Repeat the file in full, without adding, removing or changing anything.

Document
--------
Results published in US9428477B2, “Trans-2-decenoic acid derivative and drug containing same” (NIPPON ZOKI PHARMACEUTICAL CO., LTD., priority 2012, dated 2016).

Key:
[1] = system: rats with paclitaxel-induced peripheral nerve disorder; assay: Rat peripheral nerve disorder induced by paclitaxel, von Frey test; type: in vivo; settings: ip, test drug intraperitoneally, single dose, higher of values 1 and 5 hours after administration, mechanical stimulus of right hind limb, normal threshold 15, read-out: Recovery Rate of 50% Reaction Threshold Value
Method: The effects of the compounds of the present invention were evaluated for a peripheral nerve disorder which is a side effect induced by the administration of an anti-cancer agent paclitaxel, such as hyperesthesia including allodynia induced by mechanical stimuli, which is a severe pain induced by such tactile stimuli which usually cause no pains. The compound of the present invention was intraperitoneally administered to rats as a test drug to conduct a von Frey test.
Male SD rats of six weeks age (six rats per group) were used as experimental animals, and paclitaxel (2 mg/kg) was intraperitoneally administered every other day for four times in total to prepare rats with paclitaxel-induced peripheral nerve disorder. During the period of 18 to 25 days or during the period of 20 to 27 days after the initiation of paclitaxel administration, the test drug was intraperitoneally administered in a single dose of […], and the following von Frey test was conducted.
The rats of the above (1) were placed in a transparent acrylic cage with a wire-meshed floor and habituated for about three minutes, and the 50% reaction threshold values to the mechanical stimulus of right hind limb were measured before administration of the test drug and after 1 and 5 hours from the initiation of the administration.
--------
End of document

Results published in US9428477B2, “Trans-2-decenoic acid derivative and drug containing same” (NIPPON ZOKI PHARMACEUTICAL CO., LTD., priority 2012, dated 2016).

Key:
[1] = system: rats with paclitaxel-induced peripheral nerve disorder; assay: Rat peripheral nerve disorder induced by paclitaxel, von Frey test; type: in vivo; settings: ip, test drug intraperitoneally, single dose, higher of values 1 and 5 hours after administration, mechanical stimulus of right hind limb, normal threshold 15, read-out: Recovery Rate of 50% Reaction Threshold Value
Method: The effects of the compounds of the present invention were evaluated for a peripheral nerve disorder which is a side effect induced by the administration of an anti-cancer agent paclitaxel, such as hyperesthesia including allodynia induced by mechanical stimuli, which is a severe pain induced by such tactile stimuli which usually cause no pains. The compound of the present invention was intraperitoneally administered to rats as a test drug to conduct a von Frey test.
Male SD rats of six weeks age (six rats per group) were used as experimental animals, and paclitaxel (2 mg/kg) was intraperitoneally administered every other day for four times in total to prepare rats with paclitaxel-induced peripheral nerve disorder. During the period of 18 to 25 days or during the period of 20 to 27 days after the initiation of paclitaxel administration, the test drug was intraperitoneally administered in a single dose of […], and the following von Frey test was conducted.
The rats of the above (1) were placed in a transparent acrylic cage with a wire-meshed floor and habituated for about three minutes, and the 50% reaction threshold values to the mechanical stimulus of right hind limb were measured before administration of the test drug and after 1 and 5 hours from the initiation of the administration.